The gradualist view of climate change argues that a dire future lies ahead if we continue with business as usual, but it will come about in a smooth, incremental transformation. This is the view expressed in reports from the Intergovernmental Panel on Climate Change (IPCC). Two facts about these reports make Urry believe they may be too conservative. First, the reports are the product of numerous scientists, many of whom are reluctant to accept anything but the most clearly established claims. Furthermore, the reports must be approved by political delegations from numerous countries around the world, including nations that are reluctant to accept the facts and dangers of climate change, e.g., OPEC countries, China, and the United States among others. These structural forces within the IPCC mean that the reports will understate the facts and dangers.

Second, feedback loops are not considered in the conclusions coming out of the IPCC. Since the feedback loops that exacerbate climate change are more numerous and significant than the feedback loops that mitigate climate change, reports that don't include feedback loops will likely show less warming and fewer bad consequences.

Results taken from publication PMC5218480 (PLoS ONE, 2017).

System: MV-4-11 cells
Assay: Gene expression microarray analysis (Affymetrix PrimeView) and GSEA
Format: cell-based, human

As opposed to the gradualist view, the catastrophic view holds that changes to the climate can occur suddenly and drastically when a "tipping point" is reached, causing the climate to shift to a new stable condition. As life has become adapted to current condition over eon's of evolution, a sudden dramatic shift in climate conditions will threaten the fabric of the ecosystem. The result will be significant and irreversible changes that will wipe out species and make civilization as we know it difficult, if not impossible. A number of prominent scientists accept this view. James Hansen, in particular, warns that a "Venus syndrome" might be our future, where greenhouse gases create an entirely uninhabitable planet.